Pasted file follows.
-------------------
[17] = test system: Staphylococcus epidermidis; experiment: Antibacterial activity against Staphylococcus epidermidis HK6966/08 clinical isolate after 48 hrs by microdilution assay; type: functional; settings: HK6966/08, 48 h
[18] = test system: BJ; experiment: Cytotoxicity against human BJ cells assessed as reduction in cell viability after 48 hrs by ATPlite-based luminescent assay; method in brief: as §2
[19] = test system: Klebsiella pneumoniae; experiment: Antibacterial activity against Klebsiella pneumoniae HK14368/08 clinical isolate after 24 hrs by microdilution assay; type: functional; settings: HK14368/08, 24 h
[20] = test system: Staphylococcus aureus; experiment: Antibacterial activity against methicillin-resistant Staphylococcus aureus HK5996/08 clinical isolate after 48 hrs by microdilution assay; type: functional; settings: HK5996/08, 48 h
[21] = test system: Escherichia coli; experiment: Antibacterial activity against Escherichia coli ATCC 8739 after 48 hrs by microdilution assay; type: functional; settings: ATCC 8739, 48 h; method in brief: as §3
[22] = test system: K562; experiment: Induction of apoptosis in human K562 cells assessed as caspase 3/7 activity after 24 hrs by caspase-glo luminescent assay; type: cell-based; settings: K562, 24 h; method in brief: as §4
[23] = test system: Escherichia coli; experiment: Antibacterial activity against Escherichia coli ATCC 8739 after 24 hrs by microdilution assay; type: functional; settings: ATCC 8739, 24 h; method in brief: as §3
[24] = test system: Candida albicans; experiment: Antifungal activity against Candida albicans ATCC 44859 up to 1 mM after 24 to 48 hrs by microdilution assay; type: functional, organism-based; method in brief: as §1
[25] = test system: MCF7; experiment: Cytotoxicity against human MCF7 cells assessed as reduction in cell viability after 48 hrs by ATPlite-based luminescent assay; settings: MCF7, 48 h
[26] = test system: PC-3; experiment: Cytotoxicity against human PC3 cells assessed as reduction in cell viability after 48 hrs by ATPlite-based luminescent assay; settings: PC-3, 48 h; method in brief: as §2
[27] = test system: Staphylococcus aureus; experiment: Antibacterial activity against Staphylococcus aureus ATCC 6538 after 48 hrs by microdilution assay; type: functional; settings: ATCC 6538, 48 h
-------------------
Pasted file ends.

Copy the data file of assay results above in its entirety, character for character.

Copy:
[17] = test system: Staphylococcus epidermidis; experiment: Antibacterial activity against Staphylococcus epidermidis HK6966/08 clinical isolate after 48 hrs by microdilution assay; type: functional; settings: HK6966/08, 48 h
[18] = test system: BJ; experiment: Cytotoxicity against human BJ cells assessed as reduction in cell viability after 48 hrs by ATPlite-based luminescent assay; method in brief: as §2
[19] = test system: Klebsiella pneumoniae; experiment: Antibacterial activity against Klebsiella pneumoniae HK14368/08 clinical isolate after 24 hrs by microdilution assay; type: functional; settings: HK14368/08, 24 h
[20] = test system: Staphylococcus aureus; experiment: Antibacterial activity against methicillin-resistant Staphylococcus aureus HK5996/08 clinical isolate after 48 hrs by microdilution assay; type: functional; settings: HK5996/08, 48 h
[21] = test system: Escherichia coli; experiment: Antibacterial activity against Escherichia coli ATCC 8739 after 48 hrs by microdilution assay; type: functional; settings: ATCC 8739, 48 h; method in brief: as §3
[22] = test system: K562; experiment: Induction of apoptosis in human K562 cells assessed as caspase 3/7 activity after 24 hrs by caspase-glo luminescent assay; type: cell-based; settings: K562, 24 h; method in brief: as §4
[23] = test system: Escherichia coli; experiment: Antibacterial activity against Escherichia coli ATCC 8739 after 24 hrs by microdilution assay; type: functional; settings: ATCC 8739, 24 h; method in brief: as §3
[24] = test system: Candida albicans; experiment: Antifungal activity against Candida albicans ATCC 44859 up to 1 mM after 24 to 48 hrs by microdilution assay; type: functional, organism-based; method in brief: as §1
[25] = test system: MCF7; experiment: Cytotoxicity against human MCF7 cells assessed as reduction in cell viability after 48 hrs by ATPlite-based luminescent assay; settings: MCF7, 48 h
[26] = test system: PC-3; experiment: Cytotoxicity against human PC3 cells assessed as reduction in cell viability after 48 hrs by ATPlite-based luminescent assay; settings: PC-3, 48 h; method in brief: as §2
[27] = test system: Staphylococcus aureus; experiment: Antibacterial activity against Staphylococcus aureus ATCC 6538 after 48 hrs by microdilution assay; type: functional; settings: ATCC 6538, 48 h